The Ottawa Herald from Ottawa, Kansas on February 6, 1963 · Page 14
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The Ottawa Herald from Ottawa, Kansas · Page 14

Ottawa, Kansas
Issue Date:
Wednesday, February 6, 1963
Page 14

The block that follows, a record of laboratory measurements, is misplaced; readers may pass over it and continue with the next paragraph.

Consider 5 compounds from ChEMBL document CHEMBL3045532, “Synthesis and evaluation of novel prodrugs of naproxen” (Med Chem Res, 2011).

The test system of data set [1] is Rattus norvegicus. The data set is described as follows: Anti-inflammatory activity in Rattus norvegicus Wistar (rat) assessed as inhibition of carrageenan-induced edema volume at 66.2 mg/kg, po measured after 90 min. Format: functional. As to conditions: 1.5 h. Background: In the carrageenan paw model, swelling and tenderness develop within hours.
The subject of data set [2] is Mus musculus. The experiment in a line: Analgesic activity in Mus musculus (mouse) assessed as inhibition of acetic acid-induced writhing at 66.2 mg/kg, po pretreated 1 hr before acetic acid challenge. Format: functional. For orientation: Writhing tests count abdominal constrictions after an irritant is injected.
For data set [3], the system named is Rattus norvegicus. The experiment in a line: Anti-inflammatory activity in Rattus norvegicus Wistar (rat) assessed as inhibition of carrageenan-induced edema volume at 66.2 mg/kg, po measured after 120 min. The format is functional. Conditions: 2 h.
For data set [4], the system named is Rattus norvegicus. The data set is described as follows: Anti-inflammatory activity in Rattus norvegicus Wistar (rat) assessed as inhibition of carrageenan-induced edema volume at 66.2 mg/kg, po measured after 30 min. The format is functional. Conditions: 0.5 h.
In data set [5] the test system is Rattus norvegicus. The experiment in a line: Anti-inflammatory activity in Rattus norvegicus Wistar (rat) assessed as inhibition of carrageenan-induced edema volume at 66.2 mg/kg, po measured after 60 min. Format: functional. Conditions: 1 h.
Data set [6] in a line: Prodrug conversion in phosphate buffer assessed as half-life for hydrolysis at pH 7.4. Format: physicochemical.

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ft' 14 THE OTTAWA HERALD Wednesday, February 6, 1963 Still Trying To Get Through To Moscow " By ENDRE MARION WASHINGTON (AP) - Whenever Dean Rusk, the secretary of state, has something urgent to tell to David Bruce, the U.S. ambassador to Britain, he can pick up the telephone and talk to the diplomat in London in seconds. When the White House or the State Department has a message, coded or uncoded, for the embassy in London, it can send it by direct teletype. This is what the Kennedy administration wants to achieve in its communications with the U.S. Embassy in Moscow. Presently Rusk can do two things if he wants to send word to Foy D. Kohler, ambassador to Moscow. He may put through a long distance call—just as anyone else does who has some business in the Soviet capital, or he can send a coded cable through commercial channels. Once in Moscow, it may or may not be delivered promptly. The problem of better communications with U.S. diplomatic missions around the world, and especially with Moscow, became an urgent issue during last fall's Cuban crisis when so much depended on fast and accurate exchanges with Soviet Premier Khrushchev. President Kennedy said at a recent news conference "speed is very desirable, so we are hoping we can get instantaneous communication" with Moscow. There was immediate speculation that Kennedy had in mind a special telephone, a direct line between the White House and the Kremlin. . Nothing so dramatic was considered. Khrushchev does not speak English, and Kennedy does not speak Russian. What Kennedy had in mind was much simpler: to send a message to Khrushchev—or, for that matter, to any other head of govern- ment—through normal diplomatic channels, but with a speed worthy of the nuclear age. After the Cuban crisis Kennedy and Rusk gave orders that the State Department, together with other agencies, study what should be done to improve the situation. The study—a hush-hush operation—is still going on. William H. Orrick Jr., deputy undersecretary of state for administration, is in charge. A group of communications experts from government agencies and private industry meets regularly behind doors guarded by Marines. The United States made two suggestions to the Soviet Union. It proposed that the State Department be permitted to have a direct commercial leased wire to its Moscow embassy, and secondly, that the embassy be permitted to operate a radio transmitter. Moscow has given no answer yet. People In The News By THE ASSOCIATED PRESS Rep. Richard H. IMton, D- Tenn., recalls that when he jokingly threatened to write a letter of complaint to his congressman, an airline stewardess told him, "Go ahead, it won't do you any good." That happened last December as Fulton was flying home from Washington as a congressman- elect. He asked the American Airlines stewardess if dinner would be served. No, she said, and thet started their verbal exchange. The other day Fulton told a Chamber of Commerce meeting in Nashville about the incident. Who should be in the audience but an American Airlines official, who later wrote Fulton a note. "You will be happy to know that dinner will be served on our Flight 433 beginning Feb. 6," it said. Author John Dos Passes, arriving in Charlottesville to become the University of Virginia's writer in residence, said America is experiencing a "dead period in constructive intellectual or political thought, but something differ ent may be just around the corner." Americans, he told an inter viewer, "should start using their heads and produce new ideas for politicians to use." Kenneth Bach, an agricultural economist, believes the Southern states have a better chance than the rest of the nation when it comes to trading with the European Common Market. At a meeting of the Associa tion of Southern Agricultural Workers in Memphis, Tenn., Bach said the Common Market nations need cotton, rice and soybeans- products grown in the South—bul that Northern products such as wheat, feed grains and livestock are produced in Europe. More Price Wars Here? KANSAS CITY (AP) - Other major cities have gasoline price wars, Rep. James Roosevelt, D- Calif., said Tuesday but they seem to recur more often in the Kansas City area. He told the annual convention of the Missouri Oil Jobbers Association that the Federal Trade Commission would take another close look at the situation here Roosevelt; chairman of the House small business committee said if abuses in the industry are not corrected, legislation probablj will be introduced in Congress. A petition signed by 280 gasolim dealers was sent to Roosevelt twi weeks ago asking him to invest! gate gasoline prices in this area Pro Basketball By THE ASSOCIATED PRESS Tuesday's Results Syracuse 120, New York 100 Boston 106, Cincinnati 96 St. Louis 120, Detroit 105 ; , Today's Games \ Boston at Syracuse I' San Francisco at Detroit ,' Chicago at Los Angeles V- ,-• Thursday's Game Sao Francisco at Cincinnati DON L. LYTLE New Highway Patrolman On Duty Don L. Lytle, Kansas Highway 'atrol trooper, has been assigned o the local patrol unit, filling le vacancy left by the retirement of Art Jensen, 517 S. Loust. Lytle and his family moved lere Jan. 29 from Emporia where lie trooper served for three and a half years. Lytle, his wife, hyllis, and two sons, Alan, 6, and David, 3, live at 715 S. Cedar. The trooper began his work in aw enforcement on the Parsons »lice force. After two years with he Parsons police he began training for the Highway Patrol and spent two and a half years n Liberal and then moved to Em. poria. Former Trooper Art Jensen who Lytle succeeds, retired about a month ago and is now serving as an investigator for the Kansas Corporation Commission. Predicts Liquor Bill Passage TOPEKA (AP)—A bill allowing sale of liquor by the drink in hotels and restaurants will be signed into law, a spokesman for the Kansas Motel and Hotel Association predicted Tuesday. Eugene Hiatt, legislative agent for the hotel-motel group, said the bill would be introduced by a committee, would pass the Legislature and be signed by Gov. John Anderson. He made his remarks at a news conference after the association presented its proposal bill to the Federal and State Affairs Committee of the State Senate. He said the association believes its proposal will create a $71 million-a-year industry in the state and 5,700 new jobs. The association estimated it would produce more than $1 million in state and local license revenue and nearly $1.8 million in additional sales taxes. The plan was cited also as a lure to conventioneers and tourists. To qualify, a restaurant would have to have accommodations for at least 30 patrons. A hotel would JO-DA* flMMMTMf OUftOOK ••'''.' t Would Create Economic Development Department SO SO TEMPERATURE — Maps based on those provided by U. S. Weather Bureau forecast near to below normal temperatures and below normal precipitation in Ottawa area during next 30 days. have to furnish at least 30 sleeping rooms and facilities for serving meals to at least 30 guests. The bill would authorize sales by the drink in jurisdictions where package sales are legal, and there also is provision for local option elections on sale by the drink. Pearson Will Go To Geneva WASHINGTON (AP) - Sen. James B. Pearson, R-Kan., will leave Thursday for Geneva to attend sessions of the United Nations conference on the application of science and technology for the benefit of the less developed areas. He was appointed an official U.S. Senate observer at the conference. TOPEKA (AP) - Bills to stimulate the economic growth of Kansas and establish educational television were introduced in the State Senate Tuesday. A bill to admit Wichita University to the state system was referred to the committee of the whole. Sen. Paul Wunsch, speaker pro tern, said it probably will go on the senate calendar today or Thursday. The bills on economic growth included one that would create a state department of economic development and another to create an authority that could make loans to new industry. The educational television bill, which left financing for later, would create a seven-member authority with the state superintendent of public instruction as chairman. Officers of schools at various levels would serve on the board. It would be headed by a full-time executive director. The economic bills were introduced by the Committee on Industrial Development and Aeronautics. They would abolish the Kansas Industrial Development Commission (KIDC) and create an office of economic analysis and a commission to replace the KIDC. The lending authority, headed by a nine-member board, would be created under a third bill. It would be empowered to make loans to prospective industry on recommendation of the department of economic developmnt. Jonds would be issued to raise the money. Two accompanying resolutions w o u 1-d submit constitutional amendments necessary to raise units on indebtedness. Another bill, on licensing of commercial feed lots, was returned to the Committee on Livestock. It provides for regulation of the 123 livestock feeding lots in the state. The Senate gave tentative approval to five other bills, among I PROTEIN PEP Strongheart Dog Food helps your dog get more fun out of life. It's Real Meat to liven him up with plenty of protein. them one to permit commercial fishermen to. remove rough fish from state lakes. Another authorizes the State Motor Vehicle Department to issue driver's licenses to graduates of driver training schools. The Senate voted against allowing sportsmen to carry shotguns while training their hunting dogs. The proposal, made as «n amendment to a bill allowing the use of live game birds in field trials, failed on a close vote. The bird bill was recommended for passage. JINXED by Your ME TAX Tax WOTto 90* you bug*, booed? Jurt bring your rvcordi to the nearest BLOCK office and your tax worrits are overt Guaranteed foil, accurate tervke. Often we «ave you mar* than our nominal service fee. WHY DELAY? SEE A Nation's Largest Tax Specialists — 346 Offices Across the U.S. 201 ¥2$. 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